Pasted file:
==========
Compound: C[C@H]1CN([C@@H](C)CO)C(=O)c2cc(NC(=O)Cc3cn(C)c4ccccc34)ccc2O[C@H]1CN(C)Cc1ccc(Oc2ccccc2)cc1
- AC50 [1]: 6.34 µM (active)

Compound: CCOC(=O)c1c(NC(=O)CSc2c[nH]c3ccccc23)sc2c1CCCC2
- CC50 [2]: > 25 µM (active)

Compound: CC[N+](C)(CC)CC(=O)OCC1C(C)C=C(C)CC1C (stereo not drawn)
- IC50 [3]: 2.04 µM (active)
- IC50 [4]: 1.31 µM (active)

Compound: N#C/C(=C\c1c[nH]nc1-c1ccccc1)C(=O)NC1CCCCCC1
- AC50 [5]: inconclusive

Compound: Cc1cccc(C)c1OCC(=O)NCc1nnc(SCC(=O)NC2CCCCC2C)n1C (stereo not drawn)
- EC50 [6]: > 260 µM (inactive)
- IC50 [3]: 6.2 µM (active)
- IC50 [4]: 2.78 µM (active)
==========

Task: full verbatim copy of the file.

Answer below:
Compound: C[C@H]1CN([C@@H](C)CO)C(=O)c2cc(NC(=O)Cc3cn(C)c4ccccc34)ccc2O[C@H]1CN(C)Cc1ccc(Oc2ccccc2)cc1
- AC50 [1]: 6.34 µM (active)

Compound: CCOC(=O)c1c(NC(=O)CSc2c[nH]c3ccccc23)sc2c1CCCC2
- CC50 [2]: > 25 µM (active)

Compound: CC[N+](C)(CC)CC(=O)OCC1C(C)C=C(C)CC1C (stereo not drawn)
- IC50 [3]: 2.04 µM (active)
- IC50 [4]: 1.31 µM (active)

Compound: N#C/C(=C\c1c[nH]nc1-c1ccccc1)C(=O)NC1CCCCCC1
- AC50 [5]: inconclusive

Compound: Cc1cccc(C)c1OCC(=O)NCc1nnc(SCC(=O)NC2CCCCC2C)n1C (stereo not drawn)
- EC50 [6]: > 260 µM (inactive)
- IC50 [3]: 6.2 µM (active)
- IC50 [4]: 2.78 µM (active)